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Physiological role of the alpha1- and alpha2-isoforms of the Na+-K+-ATPase and biological significance of their cardiac glycoside binding site.

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Department of Molecular Genetics, Biochemistry and Microbiology, College of Medicine, University of Cincinnati, PO Box 670524, 231 Albert Sabin Way, Cincinnati, Ohio 45267-0524, USA.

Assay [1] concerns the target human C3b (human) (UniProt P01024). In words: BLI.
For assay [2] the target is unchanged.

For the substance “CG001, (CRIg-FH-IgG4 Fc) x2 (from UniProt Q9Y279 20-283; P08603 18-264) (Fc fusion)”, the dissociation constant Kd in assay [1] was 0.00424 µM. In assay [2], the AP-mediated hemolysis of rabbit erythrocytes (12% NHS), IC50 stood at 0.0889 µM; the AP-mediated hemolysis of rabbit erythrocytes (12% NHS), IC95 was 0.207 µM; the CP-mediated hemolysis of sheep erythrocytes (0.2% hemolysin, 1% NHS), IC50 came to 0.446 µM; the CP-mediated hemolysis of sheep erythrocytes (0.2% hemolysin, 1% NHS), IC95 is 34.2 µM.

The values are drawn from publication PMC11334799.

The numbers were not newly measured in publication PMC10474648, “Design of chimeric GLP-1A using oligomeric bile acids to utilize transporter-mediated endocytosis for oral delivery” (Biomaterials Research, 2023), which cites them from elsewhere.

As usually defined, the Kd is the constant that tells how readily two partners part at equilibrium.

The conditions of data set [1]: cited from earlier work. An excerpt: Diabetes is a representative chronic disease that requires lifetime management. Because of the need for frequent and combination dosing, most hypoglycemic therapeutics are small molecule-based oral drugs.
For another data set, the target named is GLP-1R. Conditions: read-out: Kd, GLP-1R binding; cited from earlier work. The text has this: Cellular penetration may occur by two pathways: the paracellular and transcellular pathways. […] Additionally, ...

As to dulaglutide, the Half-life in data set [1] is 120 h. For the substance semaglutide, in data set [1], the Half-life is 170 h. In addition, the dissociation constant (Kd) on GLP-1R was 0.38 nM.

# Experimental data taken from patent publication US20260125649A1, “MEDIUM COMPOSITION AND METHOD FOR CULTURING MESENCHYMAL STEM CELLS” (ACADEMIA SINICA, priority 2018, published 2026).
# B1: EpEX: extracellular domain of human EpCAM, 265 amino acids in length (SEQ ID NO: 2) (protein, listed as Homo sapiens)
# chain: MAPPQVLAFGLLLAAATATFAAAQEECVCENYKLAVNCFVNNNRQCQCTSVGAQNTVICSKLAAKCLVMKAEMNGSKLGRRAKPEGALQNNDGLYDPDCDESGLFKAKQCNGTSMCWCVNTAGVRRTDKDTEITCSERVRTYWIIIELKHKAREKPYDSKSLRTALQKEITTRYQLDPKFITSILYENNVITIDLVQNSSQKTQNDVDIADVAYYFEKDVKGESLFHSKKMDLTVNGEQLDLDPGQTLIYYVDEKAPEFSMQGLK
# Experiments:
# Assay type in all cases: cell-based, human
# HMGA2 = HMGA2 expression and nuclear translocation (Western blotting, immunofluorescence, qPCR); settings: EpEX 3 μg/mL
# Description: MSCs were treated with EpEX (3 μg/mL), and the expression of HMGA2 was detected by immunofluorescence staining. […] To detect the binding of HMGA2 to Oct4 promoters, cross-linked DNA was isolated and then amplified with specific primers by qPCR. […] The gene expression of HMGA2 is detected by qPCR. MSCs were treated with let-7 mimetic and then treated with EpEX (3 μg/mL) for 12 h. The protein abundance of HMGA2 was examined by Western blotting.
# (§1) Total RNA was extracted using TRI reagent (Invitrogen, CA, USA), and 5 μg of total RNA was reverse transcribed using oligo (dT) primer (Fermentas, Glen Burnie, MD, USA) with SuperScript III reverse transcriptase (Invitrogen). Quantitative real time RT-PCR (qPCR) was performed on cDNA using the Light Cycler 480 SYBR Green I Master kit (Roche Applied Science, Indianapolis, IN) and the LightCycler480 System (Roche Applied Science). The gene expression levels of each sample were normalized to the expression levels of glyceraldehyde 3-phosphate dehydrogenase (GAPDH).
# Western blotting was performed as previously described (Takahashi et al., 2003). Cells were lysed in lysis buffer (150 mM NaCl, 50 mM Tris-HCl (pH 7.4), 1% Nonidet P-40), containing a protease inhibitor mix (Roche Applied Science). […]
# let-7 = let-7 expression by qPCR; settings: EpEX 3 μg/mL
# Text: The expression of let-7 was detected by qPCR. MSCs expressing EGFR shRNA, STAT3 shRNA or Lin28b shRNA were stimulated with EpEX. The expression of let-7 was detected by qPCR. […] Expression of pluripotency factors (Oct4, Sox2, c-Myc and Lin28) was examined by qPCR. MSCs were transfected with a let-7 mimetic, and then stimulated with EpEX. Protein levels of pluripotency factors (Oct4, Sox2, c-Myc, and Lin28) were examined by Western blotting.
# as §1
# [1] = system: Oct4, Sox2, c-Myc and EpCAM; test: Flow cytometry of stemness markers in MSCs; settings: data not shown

An interesting feature of Na+-K+-ATPase is that it contains four isoforms of the catalytic alpha-subunit, each with a tissue-specific distribution. Our laboratory has used gene targeting to define the functional role of the alpha1- and alpha2-isoforms. While knockout mice demonstrated the importance of the alpha1- and alpha2-isoforms for survival, the knockin mice, in which each isoform can be individually inhibited by ouabain and its function determined, demonstrated that both isoforms are regulators of cardiac muscle contractility. Another intriguing aspect of the Na+-K+-ATPase is that it contains a binding site for cardiac glycosides, such as digoxin. Conservation of this site suggests that it may have an in vivo role and that a natural ligand must exist to interact with this site. In fact, cardiac glycoside-like compounds have been observed in mammals. Our recent study demonstrates that the cardiac glycoside binding site of the Na+-K+-ATPase plays a role in the regulation of blood pressure and that it mediates both ouabain-induced and ACTH-induced hypertension in mice. Whereas chronic administration of ouabain or ACTH caused hypertension in wild-type mice, it had no effect on blood pressure in mice with a ouabain-resistant alpha2-isoform of Na+-K+-ATPase. Interestingly, animals with the ouabain-sensitive alpha1-isoform and a ouabain-resistant alpha2-isoform develop ACTH-induced hypertension to a greater extent than wild-type animals. Taken together, these results demonstrate that the cardiac glycoside binding of the Na+-K+-ATPase has a physiological role and suggests a function for a naturally occurring ligand that is stimulated by administration of ACTH.

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